Sunday, March 3, 2013

Review - Asimov's Science Fiction: Vol. 34, No. 1 (January 2010) by Sheila Williams (editor)

Stories included:
Marya and the Pirate by Geoffrey A. Landis
The Good Hand by Robert Reed
The Jekyll Island Horror by Allen M. Steele
Conditional Love by Felicity Shoulders
A Letter from the Emperor by Steve Rasnic Tem
Wonder House by Chris Roberson
Wilds by Carol Emshwiller

Poems included:
DoT Acolytes by Ruth Berman
Louisa Drifting by Mark Rich

Full review: 2010 starts off with a lacklustre issue for Asimov's Science Fiction, with a collection of decent but not great stories, plus a couple limp and listless ones. Further exacerbating the tepid nature of the issue, the editors once again elected to include a non-genre story in the issue. This editorial decision is made all the more mystifying when one considers that the non-genre story in question seems to be merely ordinary at best. When Asimov's hits on all cylinders, it is great. This issue, unfortunately, seems to be marred by misfires.

Marya and the Pirate by Geoffrey A. Landis is a decent hard science space travel story somewhat reminiscient of the classic The Cold Equations. Instead of a stowaway, the ship is boarded by a charismatic pirate and he and the ship's lone crewmember find themselves struggling to survive against the harsh physics of space travel. On the other end of the space travel genre is Steve Rasnic Tem's A Letter from the Emperor centered on the doings of the inhabitants on the fringe of an interstellar empire so vast that they have to have ships in the void hunting endlessly for wisps of transmissions from their superiors. Anders, the central character learns the value of fiction, and how it can be used to stave off the terrible isolation he and the others on the fringe feel at their apparent abandonment by their nation.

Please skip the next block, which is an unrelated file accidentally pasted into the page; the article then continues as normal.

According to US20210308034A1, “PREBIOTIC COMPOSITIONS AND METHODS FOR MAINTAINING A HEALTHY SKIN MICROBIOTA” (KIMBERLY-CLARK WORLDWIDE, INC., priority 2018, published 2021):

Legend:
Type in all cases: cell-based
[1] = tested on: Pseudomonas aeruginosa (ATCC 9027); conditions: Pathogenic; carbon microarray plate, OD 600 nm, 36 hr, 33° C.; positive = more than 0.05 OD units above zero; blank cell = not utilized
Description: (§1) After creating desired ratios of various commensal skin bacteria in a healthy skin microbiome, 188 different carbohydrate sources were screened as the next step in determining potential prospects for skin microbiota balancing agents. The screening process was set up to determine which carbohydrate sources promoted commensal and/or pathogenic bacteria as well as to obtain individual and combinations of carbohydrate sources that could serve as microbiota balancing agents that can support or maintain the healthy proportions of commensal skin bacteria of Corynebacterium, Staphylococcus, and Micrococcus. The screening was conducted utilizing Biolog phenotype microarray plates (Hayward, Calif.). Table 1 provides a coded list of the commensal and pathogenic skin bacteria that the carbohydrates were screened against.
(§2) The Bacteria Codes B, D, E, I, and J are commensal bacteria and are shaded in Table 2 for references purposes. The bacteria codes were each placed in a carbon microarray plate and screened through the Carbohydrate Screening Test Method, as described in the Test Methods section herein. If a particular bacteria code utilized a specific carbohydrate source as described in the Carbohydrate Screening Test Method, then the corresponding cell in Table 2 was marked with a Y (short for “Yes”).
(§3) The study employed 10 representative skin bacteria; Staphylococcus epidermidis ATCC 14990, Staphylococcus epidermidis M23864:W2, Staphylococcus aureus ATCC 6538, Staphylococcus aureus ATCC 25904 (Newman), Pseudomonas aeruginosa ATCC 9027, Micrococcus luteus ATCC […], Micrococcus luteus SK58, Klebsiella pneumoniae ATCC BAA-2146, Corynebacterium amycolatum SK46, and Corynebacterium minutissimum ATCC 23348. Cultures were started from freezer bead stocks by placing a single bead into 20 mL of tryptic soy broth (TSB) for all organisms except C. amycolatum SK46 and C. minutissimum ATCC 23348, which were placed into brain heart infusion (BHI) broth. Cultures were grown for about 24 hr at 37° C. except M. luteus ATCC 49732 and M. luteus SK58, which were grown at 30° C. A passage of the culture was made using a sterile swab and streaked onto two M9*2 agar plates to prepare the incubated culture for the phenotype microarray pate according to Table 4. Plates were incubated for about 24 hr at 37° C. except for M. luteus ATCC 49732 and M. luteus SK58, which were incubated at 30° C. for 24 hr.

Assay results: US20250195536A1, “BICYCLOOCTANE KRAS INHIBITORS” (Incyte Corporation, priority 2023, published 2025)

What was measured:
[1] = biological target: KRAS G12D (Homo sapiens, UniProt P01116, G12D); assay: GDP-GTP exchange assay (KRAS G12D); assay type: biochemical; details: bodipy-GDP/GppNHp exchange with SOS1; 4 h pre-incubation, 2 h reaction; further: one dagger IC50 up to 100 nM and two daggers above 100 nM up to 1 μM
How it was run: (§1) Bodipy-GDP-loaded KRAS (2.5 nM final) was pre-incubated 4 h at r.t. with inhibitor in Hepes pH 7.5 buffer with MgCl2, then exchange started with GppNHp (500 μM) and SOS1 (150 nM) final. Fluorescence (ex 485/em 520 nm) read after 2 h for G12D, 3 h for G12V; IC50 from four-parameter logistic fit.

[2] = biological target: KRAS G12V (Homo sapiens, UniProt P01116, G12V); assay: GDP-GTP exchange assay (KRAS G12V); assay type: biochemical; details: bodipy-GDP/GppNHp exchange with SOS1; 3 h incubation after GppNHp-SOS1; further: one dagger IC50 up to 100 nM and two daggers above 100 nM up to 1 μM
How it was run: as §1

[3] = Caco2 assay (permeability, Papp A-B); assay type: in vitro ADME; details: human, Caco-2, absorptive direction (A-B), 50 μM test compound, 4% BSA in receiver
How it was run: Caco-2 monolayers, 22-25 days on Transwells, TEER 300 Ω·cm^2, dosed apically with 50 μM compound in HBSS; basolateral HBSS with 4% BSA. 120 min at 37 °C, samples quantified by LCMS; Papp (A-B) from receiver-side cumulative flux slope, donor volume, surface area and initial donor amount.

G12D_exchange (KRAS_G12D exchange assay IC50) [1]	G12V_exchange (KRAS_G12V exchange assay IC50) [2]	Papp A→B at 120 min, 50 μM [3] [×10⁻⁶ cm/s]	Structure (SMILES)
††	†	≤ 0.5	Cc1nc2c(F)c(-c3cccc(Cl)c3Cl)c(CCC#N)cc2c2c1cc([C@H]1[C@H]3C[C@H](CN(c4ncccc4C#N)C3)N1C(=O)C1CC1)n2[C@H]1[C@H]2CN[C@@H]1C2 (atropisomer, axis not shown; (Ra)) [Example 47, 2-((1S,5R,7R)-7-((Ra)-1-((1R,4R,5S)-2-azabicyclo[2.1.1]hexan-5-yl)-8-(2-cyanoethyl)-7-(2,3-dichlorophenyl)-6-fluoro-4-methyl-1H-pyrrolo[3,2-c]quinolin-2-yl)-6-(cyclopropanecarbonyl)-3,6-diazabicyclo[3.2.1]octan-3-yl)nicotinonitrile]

Felicity Shoulders' Conditional Love was my favorite story of the issue, a near future science fiction story that is equal parts sad and terrifying, as a woman working at a clinic with a child genetically programmed to imprint his affection on the last person he sees decides to make a terrible choice out of love. Another near future story (actually, to be perfectly honest, there is nothing in the story that requires it to be set in the future at all) is Robert Reed's The Good Hand that posts an alternate reality in which the United States enforces a nuclear ban on the entire world, enforcing its will with its own threat of nuclear judgment. Set in a resentful France, the story follows the travails of a despised American nuclear inspector as he deals with a seething population.

Wonder House by Chris Roberson is a humorous quasi-alternate history in which "Ysraeli" publishing agents desperate for a new gimmick invent an alternate version of superman. It is a silly, somewhat lighthearted tale, which serves to leaven the seriousness of most of the rest of the issue. The Jekyll Island Horror by Allen M. Steele is also an alternate history story, though much more serious in tone. The story is told from the perspective of a manservant to a member of the wealthy class that avoided losing everything in the 1930s and takes place on (approrpiately enough) Jekyll Island, the isolated retreat for the rich of the era. The story's "surprise" ending isn't very well-disguised, and the 1930s setting makes the narrative seem somewhat stilted. Although there wasn't anything really obviously wrong with the story, I found myself having to push my way through it. But for the completely out of place non-genre story, I would tag this one as the least enjoyable of the issue.

In many issues of Asimov's there is one story that just doesn't seem to fit. In this issue that story is Wilds by Carol Emswhiller. The story focuses on an individual who has abandoned civilization to live like a wild animal and his interactions with an unexpected and unwelcome interloper. Though the story is decent, there isn't any kind of science fiction or even fantasy element that would make me think it belongs in a genre magazine. These sorts of stories always make me wonder what actual science fiction story was left in the submission pile to make room for such a clearly out of place one.

Overall, even though this issue contained its share of good stories, the weaknesses of The Jekyll Island Horror and Wilds drag this issue down to just below average. With nothing truly outstanding about the issue, this one gets only the most lukewarm of recommendations.

Previous issue reviewed: December 2009
Subsequent issue reviewed: February 2010

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